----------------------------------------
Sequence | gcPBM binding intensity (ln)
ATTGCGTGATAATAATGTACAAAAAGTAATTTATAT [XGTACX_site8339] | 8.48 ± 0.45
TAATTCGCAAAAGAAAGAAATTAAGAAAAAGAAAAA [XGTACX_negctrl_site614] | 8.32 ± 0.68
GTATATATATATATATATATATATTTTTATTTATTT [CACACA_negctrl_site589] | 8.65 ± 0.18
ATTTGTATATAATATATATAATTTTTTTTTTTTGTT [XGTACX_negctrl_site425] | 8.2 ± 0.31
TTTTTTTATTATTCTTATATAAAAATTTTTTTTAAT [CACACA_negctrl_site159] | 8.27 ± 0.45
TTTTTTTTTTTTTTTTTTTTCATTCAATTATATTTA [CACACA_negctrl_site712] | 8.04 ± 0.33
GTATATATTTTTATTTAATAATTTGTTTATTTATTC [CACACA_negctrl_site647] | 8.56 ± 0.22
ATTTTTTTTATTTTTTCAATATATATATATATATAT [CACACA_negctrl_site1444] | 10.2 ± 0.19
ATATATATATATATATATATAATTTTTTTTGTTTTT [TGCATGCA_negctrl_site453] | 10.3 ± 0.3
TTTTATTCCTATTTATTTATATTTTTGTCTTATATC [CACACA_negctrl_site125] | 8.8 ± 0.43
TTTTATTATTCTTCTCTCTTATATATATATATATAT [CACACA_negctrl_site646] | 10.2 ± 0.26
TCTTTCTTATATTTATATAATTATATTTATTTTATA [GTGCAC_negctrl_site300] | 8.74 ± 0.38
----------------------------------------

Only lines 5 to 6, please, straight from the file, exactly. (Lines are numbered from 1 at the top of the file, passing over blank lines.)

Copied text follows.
ATTTGTATATAATATATATAATTTTTTTTTTTTGTT [XGTACX_negctrl_site425] | 8.2 ± 0.31
TTTTTTTATTATTCTTATATAAAAATTTTTTTTAAT [CACACA_negctrl_site159] | 8.27 ± 0.45